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The Magazine of The Evangelical Lutheran Church in America

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Talking about prayer

Deepening key relationships may be best way to get better at prayer

When a newcomer to the Christian faith asks a penetrating question about the merits of prayer, it seems like a natural query. There is no equivalent to a driver's education course when it comes to learning prayer. For a Christian skeptic who has never counted on prayer as a way of life, it can easily feel irrelevant or useless.

But when my college-age daughter asked about prayer recently, it was my reminder that the mysteries of prayer perplex more than just those unfamiliar or unsure of the Christian life. They can baffle lifelong believers too. Rachel asked innocently enough, "Dad, what do you think? Does prayer change anything?" Her honest question about the worthwhileness of prayer suggests that all of us need to address the subject of prayer in our own lives. Not until we have that lengthy "talk" will we gain sufficient tools for speaking with other people about prayer.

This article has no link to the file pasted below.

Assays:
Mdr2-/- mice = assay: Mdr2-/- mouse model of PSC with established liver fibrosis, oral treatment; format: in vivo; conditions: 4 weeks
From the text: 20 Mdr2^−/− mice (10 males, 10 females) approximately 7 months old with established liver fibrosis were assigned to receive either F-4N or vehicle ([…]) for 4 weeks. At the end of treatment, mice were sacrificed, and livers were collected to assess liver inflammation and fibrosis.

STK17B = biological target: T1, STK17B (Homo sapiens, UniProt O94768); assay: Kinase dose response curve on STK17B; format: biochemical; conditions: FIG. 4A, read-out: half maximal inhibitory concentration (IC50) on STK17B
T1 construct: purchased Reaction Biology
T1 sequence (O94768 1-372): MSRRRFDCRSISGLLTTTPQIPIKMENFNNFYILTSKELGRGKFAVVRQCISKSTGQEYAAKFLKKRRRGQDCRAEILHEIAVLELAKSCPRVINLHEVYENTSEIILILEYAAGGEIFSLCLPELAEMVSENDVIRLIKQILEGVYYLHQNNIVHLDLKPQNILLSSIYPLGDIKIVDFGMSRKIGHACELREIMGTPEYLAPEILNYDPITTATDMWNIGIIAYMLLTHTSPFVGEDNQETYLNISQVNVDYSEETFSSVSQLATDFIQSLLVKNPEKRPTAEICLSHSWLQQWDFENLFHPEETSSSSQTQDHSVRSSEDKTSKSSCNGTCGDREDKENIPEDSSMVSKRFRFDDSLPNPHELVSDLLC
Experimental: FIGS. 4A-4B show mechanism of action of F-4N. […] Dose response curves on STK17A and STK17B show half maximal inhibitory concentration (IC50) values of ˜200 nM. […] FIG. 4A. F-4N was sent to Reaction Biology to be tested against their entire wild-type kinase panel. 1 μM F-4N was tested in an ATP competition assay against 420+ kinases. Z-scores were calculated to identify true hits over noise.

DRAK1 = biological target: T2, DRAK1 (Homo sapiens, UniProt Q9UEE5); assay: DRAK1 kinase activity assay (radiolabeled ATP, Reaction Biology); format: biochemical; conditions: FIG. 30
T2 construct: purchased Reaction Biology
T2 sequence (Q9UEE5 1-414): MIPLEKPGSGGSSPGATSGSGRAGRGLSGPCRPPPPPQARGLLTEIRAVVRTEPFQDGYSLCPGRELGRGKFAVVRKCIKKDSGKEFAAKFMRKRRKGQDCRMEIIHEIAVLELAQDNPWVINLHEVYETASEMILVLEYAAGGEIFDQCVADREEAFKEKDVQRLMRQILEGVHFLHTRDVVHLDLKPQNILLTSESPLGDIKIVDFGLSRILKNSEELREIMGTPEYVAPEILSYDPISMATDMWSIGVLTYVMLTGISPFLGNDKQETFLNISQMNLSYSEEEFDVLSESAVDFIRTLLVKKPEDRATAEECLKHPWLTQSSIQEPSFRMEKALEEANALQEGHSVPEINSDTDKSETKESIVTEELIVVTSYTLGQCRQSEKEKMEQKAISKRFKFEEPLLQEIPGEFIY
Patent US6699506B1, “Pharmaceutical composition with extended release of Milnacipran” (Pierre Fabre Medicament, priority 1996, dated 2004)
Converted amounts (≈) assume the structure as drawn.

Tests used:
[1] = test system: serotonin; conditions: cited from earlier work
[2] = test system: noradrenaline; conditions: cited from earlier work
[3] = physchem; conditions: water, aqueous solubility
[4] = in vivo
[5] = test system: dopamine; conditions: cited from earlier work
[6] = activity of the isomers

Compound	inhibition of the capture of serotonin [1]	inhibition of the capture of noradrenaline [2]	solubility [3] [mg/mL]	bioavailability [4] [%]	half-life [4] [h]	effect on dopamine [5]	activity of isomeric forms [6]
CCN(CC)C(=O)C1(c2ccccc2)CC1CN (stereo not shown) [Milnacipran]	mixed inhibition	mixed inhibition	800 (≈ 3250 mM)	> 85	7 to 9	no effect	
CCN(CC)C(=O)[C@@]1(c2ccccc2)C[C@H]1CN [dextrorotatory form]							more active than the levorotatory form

Does prayer work? This is shorthand for wondering whether we waste our time whenever God fails to answer our prayers. If I may be bold enough to propose a new way for considering prayer, I suggest eliminating use of the word answer from any reference to our talk of prayer outcomes. The word doesn't fit well conceptually. It encourages an interpretation of prayer that can lean strongly toward self-interest. Before everything else, however, prayer is conversation with God. Conversations aren't about answers. They are about engaging a relationship. They involve sharing company with someone. Deep conversations promote discovery.


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